Spain - Etymology


The true origins of the name España and its cognates "Spain" and "Spanish" are disputed. The ancient Roman name for Iberia, Hispania, may derive from poetic use of the term Hesperia to refer to Spain, reflecting the Greek perception of Italy as a "western land" or "land of the setting sun" (Hesperia, Ἑσπερία in Greek) and Spain, being still further west, as Hesperia ultima.

It may also be a derivation of the Punic Ispanihad, meaning "land of rabbits" or "edge", a reference to Spain's location at the end of the Mediterranean; Roman coins struck in the region from the reign of Hadrian show a female figure with a coney at her feet. There are also claims that España derives from the Basque word Ezpanna meaning "edge" or "border", another reference to the fact that the Iberian peninsula constitutes the southwest of the European continent.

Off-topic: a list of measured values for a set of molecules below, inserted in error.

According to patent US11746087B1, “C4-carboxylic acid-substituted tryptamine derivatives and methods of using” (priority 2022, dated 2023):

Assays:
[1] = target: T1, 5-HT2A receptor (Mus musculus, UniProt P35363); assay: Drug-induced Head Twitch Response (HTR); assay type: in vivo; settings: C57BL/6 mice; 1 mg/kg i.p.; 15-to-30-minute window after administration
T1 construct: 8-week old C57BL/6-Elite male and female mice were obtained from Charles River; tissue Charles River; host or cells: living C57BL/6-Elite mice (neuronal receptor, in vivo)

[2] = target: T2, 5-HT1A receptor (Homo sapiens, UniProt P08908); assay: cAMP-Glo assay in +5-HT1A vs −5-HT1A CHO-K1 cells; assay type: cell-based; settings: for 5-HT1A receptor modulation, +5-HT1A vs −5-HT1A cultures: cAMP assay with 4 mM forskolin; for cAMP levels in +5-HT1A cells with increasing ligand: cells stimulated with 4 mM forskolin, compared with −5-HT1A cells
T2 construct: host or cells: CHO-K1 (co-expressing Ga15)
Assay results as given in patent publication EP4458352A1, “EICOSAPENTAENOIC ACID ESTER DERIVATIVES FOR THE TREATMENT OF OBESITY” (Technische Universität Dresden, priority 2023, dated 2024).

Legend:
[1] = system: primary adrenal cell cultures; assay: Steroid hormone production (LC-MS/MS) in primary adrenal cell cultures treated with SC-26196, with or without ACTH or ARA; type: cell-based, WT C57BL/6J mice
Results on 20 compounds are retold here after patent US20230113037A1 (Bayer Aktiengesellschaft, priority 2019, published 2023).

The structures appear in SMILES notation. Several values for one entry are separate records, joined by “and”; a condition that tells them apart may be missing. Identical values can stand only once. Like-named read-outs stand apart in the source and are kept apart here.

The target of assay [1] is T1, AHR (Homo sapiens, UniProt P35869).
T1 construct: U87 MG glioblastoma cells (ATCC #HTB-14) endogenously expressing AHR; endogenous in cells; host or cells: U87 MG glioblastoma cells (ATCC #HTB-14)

The humanist Antonio de Nebrija proposed that the word Hispania evolved from the Iberian word Hispalis, meaning "city of the western world". Jesús Luis Cunchillos argues that the root of the term span is the Phoenecian word spy, meaning "to forge metals". Therefore i-spn-ya would mean "the land where metals are forged".

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